Did a Simple Ice Tea Help the Slavery Market?

by Sguimont on September 11, 2015 - 5:46pm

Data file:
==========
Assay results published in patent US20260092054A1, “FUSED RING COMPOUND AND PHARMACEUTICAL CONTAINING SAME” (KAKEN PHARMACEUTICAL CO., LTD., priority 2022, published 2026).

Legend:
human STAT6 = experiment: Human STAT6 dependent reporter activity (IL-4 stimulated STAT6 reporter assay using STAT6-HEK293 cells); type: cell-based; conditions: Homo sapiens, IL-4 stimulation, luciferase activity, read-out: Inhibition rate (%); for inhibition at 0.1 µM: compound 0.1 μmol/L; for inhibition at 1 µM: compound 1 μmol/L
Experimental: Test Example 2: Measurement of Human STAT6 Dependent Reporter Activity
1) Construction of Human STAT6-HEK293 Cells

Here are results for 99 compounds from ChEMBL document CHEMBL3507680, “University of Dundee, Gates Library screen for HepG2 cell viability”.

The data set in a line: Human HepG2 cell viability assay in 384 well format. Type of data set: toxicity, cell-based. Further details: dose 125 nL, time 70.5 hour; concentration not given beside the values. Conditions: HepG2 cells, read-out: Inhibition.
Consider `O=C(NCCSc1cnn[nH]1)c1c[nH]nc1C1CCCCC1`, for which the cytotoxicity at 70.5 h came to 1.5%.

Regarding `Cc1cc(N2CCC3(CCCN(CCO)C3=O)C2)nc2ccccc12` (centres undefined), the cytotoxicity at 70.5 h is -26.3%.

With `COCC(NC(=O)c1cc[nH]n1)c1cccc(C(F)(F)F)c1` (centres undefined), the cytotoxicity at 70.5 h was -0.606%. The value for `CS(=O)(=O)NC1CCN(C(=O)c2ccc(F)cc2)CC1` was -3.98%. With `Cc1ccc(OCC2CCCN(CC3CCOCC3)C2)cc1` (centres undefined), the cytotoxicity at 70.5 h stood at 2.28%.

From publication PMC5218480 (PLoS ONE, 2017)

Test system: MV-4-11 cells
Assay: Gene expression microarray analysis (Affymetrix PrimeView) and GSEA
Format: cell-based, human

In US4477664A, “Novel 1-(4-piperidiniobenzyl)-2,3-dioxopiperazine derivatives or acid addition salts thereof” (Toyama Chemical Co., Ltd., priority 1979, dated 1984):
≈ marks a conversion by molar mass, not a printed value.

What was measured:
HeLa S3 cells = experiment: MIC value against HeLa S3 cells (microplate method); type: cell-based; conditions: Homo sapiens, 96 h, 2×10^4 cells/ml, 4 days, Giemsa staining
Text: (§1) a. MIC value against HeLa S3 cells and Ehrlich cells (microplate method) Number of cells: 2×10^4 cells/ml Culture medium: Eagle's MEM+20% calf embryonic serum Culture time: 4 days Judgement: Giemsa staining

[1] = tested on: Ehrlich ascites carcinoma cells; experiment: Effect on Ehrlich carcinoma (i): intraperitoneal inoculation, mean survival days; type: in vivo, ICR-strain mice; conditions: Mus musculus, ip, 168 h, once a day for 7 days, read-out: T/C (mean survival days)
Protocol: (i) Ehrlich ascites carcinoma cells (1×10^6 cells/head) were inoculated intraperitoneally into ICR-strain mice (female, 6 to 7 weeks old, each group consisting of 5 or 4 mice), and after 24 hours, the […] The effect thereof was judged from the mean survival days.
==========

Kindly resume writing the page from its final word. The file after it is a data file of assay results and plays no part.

When you buy an ice tea at the grocery store after a long day outside at 40 degrees,your first expectation is probably not to encourage the human trafficking market. On august 28th, the cabinet Hagens Berman deposited a complaint against the agribusiness Nestle. The lawyers in charge of the case explained their objections by the fact that Nestle’s fish supplier workers are often men and boys bought in the human market. It is not the first time that Nestle has problems with the justice system about slavery, which surprises me. I know that in business, the most important goal is to make profit. However, to make thousands of millions dollars behind  kids and slaves’ back, in my opinion, is not rewarding. I am aware that Nestle was probably not informed about the working conditions of the suppliers' employees, but when you sign a contract of millions of dollars, should you not check into the company's background? No, of course not, you take the cheaper contract that rips off their employees…
 
 
 

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